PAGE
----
10. The Castellana Hilton Madrid somewhat serves as another character in the book and is the playground for rich Americans in Madrid. What are some of the ways Sepetys uses this setting to illustrate the contrast between Daniel and Ana? How do you think the hotel affected those employed there or who lived/worked nearby, especially during the 1950s?
  11. Puri repeatedly stifles her curiosity by reminding herself to be dutiful and that she's fulfilling her mission as a woman. She tells herself, "We (women) are prettier with our mouth shut," which her mother has counseled. Ana remembers the teachings of the Seccion Femenina: "Do not pretend to be equal to men." How did the restrictions placed on women differ from those placed on men? Why do you think Ana and Puri respond differently to the teachings?
  12. On page 391, Puri realizes that her complicity with the church's selling of children has affected her own family. What do you think she should have done at that point? Why do you think she keeps her secret for 18 more years?
  13. Fascist regimes work by showing disdain for human rights, controlling and censoring the media, and identifying enemies as a means of uniting people. In that context, what did you think about the character of Lorenza? Was she unredeemable, or did you have compassion for her because her father was in the Guardia Civil? Could she have behaved any other way?
  14. Did you know anything about the Spanish Civil War, Franco's regime, or the hundreds of thousands of missing children potentially affected by it before starting this novel? If not, how compelled do you feel to do further research on this topic? What most affected you about the historical events depicted in the novel?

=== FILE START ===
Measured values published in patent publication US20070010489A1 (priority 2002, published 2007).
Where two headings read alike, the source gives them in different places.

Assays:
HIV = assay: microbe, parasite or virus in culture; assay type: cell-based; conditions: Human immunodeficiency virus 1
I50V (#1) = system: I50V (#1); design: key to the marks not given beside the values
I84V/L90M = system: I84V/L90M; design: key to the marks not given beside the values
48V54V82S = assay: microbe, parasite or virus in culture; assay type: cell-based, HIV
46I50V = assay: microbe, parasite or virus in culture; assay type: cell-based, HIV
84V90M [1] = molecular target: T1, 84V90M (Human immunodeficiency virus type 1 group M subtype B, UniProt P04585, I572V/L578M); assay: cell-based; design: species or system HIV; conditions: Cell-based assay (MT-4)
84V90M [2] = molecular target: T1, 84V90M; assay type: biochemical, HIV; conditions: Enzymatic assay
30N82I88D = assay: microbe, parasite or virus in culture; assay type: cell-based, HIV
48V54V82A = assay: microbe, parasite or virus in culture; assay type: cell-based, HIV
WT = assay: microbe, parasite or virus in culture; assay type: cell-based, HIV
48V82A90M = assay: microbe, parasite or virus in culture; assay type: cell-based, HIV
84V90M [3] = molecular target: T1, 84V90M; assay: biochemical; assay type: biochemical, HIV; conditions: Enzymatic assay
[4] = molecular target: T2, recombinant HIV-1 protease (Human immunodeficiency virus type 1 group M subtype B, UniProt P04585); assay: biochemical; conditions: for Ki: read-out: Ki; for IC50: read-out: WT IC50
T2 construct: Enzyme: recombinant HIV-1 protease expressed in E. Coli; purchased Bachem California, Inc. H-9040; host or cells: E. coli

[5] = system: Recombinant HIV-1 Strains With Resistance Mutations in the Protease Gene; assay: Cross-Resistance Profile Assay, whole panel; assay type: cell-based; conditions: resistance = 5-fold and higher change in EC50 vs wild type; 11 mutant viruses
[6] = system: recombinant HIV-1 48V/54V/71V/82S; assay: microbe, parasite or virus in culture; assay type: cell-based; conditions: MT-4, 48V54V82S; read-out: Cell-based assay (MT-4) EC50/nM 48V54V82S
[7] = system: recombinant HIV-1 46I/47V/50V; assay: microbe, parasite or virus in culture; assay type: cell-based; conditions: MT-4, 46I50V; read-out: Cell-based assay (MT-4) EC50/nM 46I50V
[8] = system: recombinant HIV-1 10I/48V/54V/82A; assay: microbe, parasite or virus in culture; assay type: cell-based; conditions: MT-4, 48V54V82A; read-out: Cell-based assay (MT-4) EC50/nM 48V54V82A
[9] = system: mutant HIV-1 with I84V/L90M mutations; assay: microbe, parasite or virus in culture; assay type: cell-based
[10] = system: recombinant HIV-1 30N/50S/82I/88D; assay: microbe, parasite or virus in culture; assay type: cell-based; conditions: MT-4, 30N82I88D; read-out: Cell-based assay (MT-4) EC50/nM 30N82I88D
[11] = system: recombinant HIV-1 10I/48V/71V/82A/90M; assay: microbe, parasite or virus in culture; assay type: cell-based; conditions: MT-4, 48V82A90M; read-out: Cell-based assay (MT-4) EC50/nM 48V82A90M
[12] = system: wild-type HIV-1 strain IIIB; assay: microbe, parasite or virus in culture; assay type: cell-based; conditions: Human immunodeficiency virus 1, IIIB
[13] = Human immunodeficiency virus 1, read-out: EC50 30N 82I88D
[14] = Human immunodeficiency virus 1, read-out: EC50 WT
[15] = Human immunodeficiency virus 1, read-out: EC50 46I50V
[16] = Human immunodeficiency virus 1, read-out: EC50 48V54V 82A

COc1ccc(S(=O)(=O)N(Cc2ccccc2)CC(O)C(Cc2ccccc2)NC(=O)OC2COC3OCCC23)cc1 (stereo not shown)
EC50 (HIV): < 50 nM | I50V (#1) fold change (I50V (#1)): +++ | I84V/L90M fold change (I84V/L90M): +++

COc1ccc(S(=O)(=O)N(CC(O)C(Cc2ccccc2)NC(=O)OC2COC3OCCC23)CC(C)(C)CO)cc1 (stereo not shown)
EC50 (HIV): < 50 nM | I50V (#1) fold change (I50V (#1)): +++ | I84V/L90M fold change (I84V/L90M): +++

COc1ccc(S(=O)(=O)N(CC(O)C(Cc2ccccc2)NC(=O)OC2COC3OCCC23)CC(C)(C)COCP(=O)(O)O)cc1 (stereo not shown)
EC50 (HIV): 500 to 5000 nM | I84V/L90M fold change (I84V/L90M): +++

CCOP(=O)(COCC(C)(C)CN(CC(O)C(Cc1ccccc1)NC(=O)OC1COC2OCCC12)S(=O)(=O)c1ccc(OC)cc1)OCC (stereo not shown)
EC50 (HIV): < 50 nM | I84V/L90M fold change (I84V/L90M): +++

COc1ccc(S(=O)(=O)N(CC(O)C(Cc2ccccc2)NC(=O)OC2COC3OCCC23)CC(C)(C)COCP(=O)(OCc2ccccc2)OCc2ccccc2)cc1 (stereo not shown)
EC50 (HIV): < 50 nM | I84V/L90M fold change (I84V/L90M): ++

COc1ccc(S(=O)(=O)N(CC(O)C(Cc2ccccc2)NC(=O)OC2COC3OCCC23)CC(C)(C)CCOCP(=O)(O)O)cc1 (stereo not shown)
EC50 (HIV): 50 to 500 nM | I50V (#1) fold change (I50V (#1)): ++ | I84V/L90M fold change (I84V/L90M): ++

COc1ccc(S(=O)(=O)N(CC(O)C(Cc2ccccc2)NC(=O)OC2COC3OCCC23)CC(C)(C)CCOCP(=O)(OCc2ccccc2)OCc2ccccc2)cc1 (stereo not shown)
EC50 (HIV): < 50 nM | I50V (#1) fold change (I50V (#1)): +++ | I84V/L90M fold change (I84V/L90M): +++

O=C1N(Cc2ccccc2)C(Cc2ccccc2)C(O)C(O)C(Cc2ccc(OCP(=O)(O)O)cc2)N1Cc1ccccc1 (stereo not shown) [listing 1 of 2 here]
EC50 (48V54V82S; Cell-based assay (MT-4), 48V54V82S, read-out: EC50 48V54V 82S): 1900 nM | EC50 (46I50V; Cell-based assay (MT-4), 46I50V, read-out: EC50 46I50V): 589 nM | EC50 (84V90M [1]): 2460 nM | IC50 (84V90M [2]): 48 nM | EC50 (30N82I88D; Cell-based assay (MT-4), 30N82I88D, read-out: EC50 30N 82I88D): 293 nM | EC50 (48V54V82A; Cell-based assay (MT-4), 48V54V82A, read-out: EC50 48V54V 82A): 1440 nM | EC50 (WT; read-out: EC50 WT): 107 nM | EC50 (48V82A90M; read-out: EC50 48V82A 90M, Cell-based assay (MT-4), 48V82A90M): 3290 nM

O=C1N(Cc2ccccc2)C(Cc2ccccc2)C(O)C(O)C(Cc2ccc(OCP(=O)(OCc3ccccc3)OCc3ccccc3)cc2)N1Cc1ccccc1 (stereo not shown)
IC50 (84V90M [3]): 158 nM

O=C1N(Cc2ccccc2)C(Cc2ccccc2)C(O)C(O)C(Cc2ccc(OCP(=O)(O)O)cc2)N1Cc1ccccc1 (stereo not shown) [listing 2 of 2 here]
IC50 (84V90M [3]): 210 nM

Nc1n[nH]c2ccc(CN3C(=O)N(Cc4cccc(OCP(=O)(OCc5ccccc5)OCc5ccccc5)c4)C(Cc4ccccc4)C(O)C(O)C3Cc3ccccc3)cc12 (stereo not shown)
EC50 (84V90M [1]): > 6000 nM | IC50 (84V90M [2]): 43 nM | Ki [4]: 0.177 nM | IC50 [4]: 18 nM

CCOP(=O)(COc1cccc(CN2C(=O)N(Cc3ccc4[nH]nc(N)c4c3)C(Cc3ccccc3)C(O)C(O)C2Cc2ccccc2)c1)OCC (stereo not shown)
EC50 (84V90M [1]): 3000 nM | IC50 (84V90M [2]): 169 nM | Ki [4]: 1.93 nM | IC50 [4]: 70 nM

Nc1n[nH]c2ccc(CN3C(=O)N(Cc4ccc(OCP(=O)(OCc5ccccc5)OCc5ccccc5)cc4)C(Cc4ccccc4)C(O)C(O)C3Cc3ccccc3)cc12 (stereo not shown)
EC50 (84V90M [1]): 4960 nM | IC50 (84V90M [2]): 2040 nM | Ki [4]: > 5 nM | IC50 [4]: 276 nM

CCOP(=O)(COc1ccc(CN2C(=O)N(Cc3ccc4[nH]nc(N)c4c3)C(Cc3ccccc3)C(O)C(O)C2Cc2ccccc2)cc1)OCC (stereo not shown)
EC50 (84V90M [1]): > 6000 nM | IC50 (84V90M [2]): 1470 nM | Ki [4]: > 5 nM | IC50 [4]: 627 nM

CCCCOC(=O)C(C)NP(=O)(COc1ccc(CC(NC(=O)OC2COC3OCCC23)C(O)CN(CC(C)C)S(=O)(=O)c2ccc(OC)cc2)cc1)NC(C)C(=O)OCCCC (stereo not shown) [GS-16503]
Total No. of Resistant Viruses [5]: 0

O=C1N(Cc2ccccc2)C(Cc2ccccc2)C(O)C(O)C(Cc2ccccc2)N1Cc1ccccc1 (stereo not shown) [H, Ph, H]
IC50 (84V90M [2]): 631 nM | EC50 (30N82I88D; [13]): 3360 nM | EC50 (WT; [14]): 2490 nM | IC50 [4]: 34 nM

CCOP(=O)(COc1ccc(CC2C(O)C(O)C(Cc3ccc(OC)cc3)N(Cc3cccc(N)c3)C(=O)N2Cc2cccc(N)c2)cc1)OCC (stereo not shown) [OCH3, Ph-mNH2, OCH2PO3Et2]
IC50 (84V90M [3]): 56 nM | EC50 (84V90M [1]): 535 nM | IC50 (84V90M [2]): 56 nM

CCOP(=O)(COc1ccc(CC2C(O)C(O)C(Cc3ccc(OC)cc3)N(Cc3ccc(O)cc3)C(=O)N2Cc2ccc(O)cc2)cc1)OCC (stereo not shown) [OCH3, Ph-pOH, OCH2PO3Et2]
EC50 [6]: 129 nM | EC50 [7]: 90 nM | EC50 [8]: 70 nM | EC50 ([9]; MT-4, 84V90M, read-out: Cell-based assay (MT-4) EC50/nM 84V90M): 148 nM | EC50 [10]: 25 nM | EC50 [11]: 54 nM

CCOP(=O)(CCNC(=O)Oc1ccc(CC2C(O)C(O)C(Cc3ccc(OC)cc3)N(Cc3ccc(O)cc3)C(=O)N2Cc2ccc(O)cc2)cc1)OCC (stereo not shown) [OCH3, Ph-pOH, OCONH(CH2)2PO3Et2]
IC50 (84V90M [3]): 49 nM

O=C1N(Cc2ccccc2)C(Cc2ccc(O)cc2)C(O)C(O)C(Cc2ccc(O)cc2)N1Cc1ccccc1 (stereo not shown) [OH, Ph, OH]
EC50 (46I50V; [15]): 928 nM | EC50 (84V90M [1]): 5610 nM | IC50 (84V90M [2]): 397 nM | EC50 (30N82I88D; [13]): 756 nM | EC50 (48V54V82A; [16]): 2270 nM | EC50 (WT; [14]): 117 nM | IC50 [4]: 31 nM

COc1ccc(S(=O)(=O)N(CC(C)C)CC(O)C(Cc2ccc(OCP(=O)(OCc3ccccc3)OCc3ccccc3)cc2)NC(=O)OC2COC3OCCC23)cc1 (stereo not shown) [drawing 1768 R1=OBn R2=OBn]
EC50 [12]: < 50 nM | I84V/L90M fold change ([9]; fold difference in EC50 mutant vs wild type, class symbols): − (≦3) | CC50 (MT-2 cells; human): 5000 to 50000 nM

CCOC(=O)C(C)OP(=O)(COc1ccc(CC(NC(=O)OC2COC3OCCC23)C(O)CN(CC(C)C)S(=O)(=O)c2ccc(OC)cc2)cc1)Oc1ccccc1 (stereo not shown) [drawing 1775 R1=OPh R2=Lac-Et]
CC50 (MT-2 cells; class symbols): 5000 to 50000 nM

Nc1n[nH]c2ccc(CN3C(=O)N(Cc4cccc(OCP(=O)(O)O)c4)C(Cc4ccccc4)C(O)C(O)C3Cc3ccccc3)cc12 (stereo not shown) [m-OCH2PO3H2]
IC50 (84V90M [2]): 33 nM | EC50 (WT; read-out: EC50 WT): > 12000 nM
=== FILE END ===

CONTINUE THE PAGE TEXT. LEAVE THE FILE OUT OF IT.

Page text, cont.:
15. How did you feel about Nick? In what ways did the author develop his character as the story progressed? What prompts him not only to remain silent, but to take up a post in Spain, following in his father's footsteps, if he knew about the stolen babies? Is that consistent with his character?
  16. Sepetys writes in her acknowledgments about her warm reception from the Spanish people and her quest (like Daniel's) to understand what happened during the Franco regime. She asks, "What right do we have to history other than our own?" What does this mean to you, as a reader of historical fiction? What do you expect from authors in this regard?
  17. Sepetys writes in her author's note about the events after Franco's death—the Pact of Forgetting, the revelations about the stolen babies, and possible DNA programs to help find the true parentage of stolen children. She writes, "Some historians have described the Pact of Forgetting as necessary for a smooth and peaceful transition. Others question the long-term effects of silence on historical memory, identify construction, and human dignity. Scholars question whether the absence of a common historical narrative creates painful obstructions of justice and trust." What do you think?


Unless otherwise stated, this discussion guide is reprinted with the permission of Penguin Books. Any page references refer to a USA edition of the book, usually the trade paperback version, and may vary in other editions.